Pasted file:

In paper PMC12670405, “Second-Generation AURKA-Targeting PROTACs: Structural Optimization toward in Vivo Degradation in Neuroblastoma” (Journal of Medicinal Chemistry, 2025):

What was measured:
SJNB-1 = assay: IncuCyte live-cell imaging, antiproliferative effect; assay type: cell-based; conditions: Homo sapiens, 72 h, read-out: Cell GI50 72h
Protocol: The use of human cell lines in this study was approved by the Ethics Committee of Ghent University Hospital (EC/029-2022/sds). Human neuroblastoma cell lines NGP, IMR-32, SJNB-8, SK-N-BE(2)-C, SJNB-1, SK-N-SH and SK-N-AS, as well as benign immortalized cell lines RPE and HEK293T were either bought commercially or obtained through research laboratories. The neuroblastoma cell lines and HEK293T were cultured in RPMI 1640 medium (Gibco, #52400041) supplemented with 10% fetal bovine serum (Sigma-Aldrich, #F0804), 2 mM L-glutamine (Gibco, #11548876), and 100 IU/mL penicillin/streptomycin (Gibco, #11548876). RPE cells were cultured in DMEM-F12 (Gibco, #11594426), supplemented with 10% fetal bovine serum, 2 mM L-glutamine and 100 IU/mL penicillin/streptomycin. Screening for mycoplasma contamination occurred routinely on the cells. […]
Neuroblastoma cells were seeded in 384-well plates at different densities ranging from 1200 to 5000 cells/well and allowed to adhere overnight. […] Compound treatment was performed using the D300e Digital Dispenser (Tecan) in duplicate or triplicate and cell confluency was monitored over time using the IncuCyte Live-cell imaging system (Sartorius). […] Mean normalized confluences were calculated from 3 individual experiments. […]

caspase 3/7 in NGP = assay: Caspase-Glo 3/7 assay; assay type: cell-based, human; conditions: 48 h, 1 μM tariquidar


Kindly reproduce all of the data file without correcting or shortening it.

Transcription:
In paper PMC12670405, “Second-Generation AURKA-Targeting PROTACs: Structural Optimization toward in Vivo Degradation in Neuroblastoma” (Journal of Medicinal Chemistry, 2025):

What was measured:
SJNB-1 = assay: IncuCyte live-cell imaging, antiproliferative effect; assay type: cell-based; conditions: Homo sapiens, 72 h, read-out: Cell GI50 72h
Protocol: The use of human cell lines in this study was approved by the Ethics Committee of Ghent University Hospital (EC/029-2022/sds). Human neuroblastoma cell lines NGP, IMR-32, SJNB-8, SK-N-BE(2)-C, SJNB-1, SK-N-SH and SK-N-AS, as well as benign immortalized cell lines RPE and HEK293T were either bought commercially or obtained through research laboratories. The neuroblastoma cell lines and HEK293T were cultured in RPMI 1640 medium (Gibco, #52400041) supplemented with 10% fetal bovine serum (Sigma-Aldrich, #F0804), 2 mM L-glutamine (Gibco, #11548876), and 100 IU/mL penicillin/streptomycin (Gibco, #11548876). RPE cells were cultured in DMEM-F12 (Gibco, #11594426), supplemented with 10% fetal bovine serum, 2 mM L-glutamine and 100 IU/mL penicillin/streptomycin. Screening for mycoplasma contamination occurred routinely on the cells. […]
Neuroblastoma cells were seeded in 384-well plates at different densities ranging from 1200 to 5000 cells/well and allowed to adhere overnight. […] Compound treatment was performed using the D300e Digital Dispenser (Tecan) in duplicate or triplicate and cell confluency was monitored over time using the IncuCyte Live-cell imaging system (Sartorius). […] Mean normalized confluences were calculated from 3 individual experiments. […]

caspase 3/7 in NGP = assay: Caspase-Glo 3/7 assay; assay type: cell-based, human; conditions: 48 h, 1 μM tariquidar